SEO Question: What is a reasonable price to pay for professional SEO services?
SEO Answer: There is never a cut and dry answer to the question, but typically the range should be somewhere along the amount of value it adds to your business. For example, if you are only paying a few hundred dollars and expect the person to add millions of dollars to your business, then you are also expecting them to be naive and ignorant to marketing and their market value.
If they are ignorant to marketing and their market value then the odds of them being a great marketer or providing great results are going to be pretty low. As SEO evolves it is becoming more about marketing and understanding markets. If an SEO can't sell themselves for a decent rate then how are they going to know your market well enough to integrate your business into your marketplace?
Good Marketing is an Investment:
An alternate angle to look at the price of SEO is to look at it from an investment standpoint. For many businesses it is a price outside of their reach because most SEOs do not offer much in the line of guarantees AND most sites are easy to clone. The easy to clone concept is one you don't hear discussed much because most businesses probably do not customers to think they would use potential customers for competitive research and niche discovery, but why wouldn't you?
Bad Marketing is a Cost:
I recently emailed back and forth with a new SEO who was trying to outsource the SEO on his own SEO service website. It is going to be hard to add value and understand how social networks work if you don't at least do it well on one of your own sites. But if a person does SEO for their own SEO site it makes it easier to visualize the hubs and authorities in other markets.
When you hire someone you are paying them both to work and to learn. If they are well versed in their trade they are learning how to apply what they know about their industry to your business. If they are not you are paying them to (at least try to) learn about their industry. I write that both as a person who has been paid a premium to apply trade knowledge, and as a person who provided lower value services as a low price point while getting paid to learn.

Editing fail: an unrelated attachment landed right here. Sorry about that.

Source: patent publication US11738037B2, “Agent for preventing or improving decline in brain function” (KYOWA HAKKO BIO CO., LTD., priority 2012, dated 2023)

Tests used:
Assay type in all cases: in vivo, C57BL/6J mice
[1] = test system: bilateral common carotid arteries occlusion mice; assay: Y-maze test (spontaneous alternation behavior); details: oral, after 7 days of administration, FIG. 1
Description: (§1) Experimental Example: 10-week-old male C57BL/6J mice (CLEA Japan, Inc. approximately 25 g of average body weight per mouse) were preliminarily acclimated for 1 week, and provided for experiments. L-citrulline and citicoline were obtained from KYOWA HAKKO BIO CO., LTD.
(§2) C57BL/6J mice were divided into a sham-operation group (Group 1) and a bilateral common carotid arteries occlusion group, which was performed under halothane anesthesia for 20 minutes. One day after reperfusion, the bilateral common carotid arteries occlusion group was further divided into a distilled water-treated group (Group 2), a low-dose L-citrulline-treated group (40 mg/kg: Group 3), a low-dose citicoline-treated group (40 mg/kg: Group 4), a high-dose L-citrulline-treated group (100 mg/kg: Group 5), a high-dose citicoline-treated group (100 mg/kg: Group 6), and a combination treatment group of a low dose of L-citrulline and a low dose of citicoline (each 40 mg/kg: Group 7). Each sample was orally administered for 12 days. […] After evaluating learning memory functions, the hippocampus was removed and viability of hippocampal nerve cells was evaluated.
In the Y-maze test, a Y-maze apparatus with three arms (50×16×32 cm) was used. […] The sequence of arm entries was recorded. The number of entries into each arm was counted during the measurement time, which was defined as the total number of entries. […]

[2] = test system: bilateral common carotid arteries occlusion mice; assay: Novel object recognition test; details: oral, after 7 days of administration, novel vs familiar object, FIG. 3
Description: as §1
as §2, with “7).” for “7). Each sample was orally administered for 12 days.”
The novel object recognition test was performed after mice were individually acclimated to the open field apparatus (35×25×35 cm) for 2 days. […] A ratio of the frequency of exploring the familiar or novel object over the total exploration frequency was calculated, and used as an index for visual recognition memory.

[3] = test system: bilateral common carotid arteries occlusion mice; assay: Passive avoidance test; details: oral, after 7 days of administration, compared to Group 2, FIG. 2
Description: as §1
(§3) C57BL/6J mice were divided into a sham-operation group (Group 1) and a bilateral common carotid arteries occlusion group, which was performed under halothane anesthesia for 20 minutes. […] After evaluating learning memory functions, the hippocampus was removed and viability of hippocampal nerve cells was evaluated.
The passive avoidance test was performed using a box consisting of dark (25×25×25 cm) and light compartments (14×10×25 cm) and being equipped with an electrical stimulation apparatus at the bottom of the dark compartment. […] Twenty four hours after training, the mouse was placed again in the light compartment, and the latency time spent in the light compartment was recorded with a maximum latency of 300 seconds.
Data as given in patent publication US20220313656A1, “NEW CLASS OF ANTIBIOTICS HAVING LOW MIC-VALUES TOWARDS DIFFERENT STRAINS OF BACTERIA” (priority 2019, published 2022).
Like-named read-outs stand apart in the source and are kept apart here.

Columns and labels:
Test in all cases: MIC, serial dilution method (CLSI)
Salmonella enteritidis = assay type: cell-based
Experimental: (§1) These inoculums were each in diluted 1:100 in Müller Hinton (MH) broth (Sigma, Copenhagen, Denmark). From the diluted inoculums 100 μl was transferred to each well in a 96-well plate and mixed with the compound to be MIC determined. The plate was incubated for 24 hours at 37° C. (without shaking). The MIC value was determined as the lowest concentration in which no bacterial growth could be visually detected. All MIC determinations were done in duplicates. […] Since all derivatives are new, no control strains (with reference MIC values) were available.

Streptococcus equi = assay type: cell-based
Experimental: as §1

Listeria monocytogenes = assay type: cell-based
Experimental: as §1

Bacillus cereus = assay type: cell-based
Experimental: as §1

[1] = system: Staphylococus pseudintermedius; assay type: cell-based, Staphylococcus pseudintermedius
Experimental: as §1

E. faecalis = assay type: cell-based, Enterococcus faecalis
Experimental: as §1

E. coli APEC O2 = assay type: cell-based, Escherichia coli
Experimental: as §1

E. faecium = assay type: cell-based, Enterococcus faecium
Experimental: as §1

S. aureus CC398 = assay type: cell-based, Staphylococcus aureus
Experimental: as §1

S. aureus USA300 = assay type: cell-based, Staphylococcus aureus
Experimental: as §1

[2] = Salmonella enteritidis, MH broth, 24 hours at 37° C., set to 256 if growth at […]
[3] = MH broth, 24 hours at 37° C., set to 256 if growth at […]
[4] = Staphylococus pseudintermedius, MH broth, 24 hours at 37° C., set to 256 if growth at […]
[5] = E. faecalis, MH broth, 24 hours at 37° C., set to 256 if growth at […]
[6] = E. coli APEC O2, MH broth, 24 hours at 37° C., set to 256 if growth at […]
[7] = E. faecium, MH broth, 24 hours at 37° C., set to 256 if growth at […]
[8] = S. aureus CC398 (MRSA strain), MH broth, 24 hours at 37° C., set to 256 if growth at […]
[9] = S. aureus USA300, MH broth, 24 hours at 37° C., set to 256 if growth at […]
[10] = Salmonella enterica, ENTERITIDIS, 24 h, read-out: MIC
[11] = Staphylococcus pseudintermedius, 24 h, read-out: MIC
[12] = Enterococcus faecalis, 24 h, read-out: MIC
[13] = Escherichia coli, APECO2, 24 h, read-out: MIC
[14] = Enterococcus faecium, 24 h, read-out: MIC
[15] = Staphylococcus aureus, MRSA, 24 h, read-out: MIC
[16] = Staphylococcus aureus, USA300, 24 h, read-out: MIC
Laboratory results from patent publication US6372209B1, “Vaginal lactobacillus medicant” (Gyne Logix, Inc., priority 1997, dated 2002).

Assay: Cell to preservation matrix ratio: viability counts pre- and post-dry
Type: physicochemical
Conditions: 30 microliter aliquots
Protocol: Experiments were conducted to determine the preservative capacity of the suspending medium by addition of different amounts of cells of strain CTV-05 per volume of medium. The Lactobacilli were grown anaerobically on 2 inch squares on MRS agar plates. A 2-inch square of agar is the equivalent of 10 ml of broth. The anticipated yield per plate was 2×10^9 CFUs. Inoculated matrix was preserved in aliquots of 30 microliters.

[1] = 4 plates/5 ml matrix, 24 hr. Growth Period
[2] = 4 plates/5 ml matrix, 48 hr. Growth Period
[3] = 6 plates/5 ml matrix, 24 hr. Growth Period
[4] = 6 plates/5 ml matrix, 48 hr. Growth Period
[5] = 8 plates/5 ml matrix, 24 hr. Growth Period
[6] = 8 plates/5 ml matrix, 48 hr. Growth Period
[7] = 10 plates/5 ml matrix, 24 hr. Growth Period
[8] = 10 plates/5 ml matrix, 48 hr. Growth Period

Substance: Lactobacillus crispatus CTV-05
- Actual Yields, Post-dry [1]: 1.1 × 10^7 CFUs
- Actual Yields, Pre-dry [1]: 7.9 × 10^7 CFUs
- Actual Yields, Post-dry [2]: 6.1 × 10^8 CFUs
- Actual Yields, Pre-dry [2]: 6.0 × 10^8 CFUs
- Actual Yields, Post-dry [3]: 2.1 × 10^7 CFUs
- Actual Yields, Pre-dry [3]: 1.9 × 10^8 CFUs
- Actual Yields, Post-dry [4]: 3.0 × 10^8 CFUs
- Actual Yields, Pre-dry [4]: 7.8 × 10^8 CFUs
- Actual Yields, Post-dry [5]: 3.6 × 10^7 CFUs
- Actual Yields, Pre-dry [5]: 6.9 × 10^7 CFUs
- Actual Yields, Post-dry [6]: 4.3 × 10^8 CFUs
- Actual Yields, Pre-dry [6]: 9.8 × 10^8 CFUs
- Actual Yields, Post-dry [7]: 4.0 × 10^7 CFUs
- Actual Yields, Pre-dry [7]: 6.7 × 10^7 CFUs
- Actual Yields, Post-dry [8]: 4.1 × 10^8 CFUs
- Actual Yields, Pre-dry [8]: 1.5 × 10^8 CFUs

What Value Does Your Business Offer?
If I can have no interest in a topic, start from scratch, and clone the market position of a business in under a week then they have not done a good job of building value on their end, and if I have to add near endless value to their business for their business to have any value at all I am better off creating a similar site myself, such that
- I can work on it whenever I want
- I can market it as aggressively as I want
- I can add value where the client was unwilling to because they thought it was too risky
- if it looks like it is going to fail I can stop working on it at any time
- I don't have client approvals slowing me down
- I keep all the profits
- it can create a passive recurring revenue stream
- even if it does fail I can use the site for nepotistic reasons down the road
When you think about it over half the businesses around the world are probable just arbitrage plays (depending on how loosely you define arbitrage). The difference between SEO and most other arbitrage business models is that SEO is cheaper, more targeted, and more scalable. But it only stays scalable and fun if you realize the value of what you do and place yourself high on the value chain.
If a business does not add much real value and is easy to replicate then they should view everyone they talk to as a potential competitor, at least until their business has some tangible value that takes significant investment to replicate.
As an SEO or affiliate marketer one of the first questions you have to ask when evaluating a competitive market or potential customer is how hard would it be to clone what they are doing. If a business is easy to clone you are probably better off just creating your own business that would be harder to clone, outrank them, and then sell leads.
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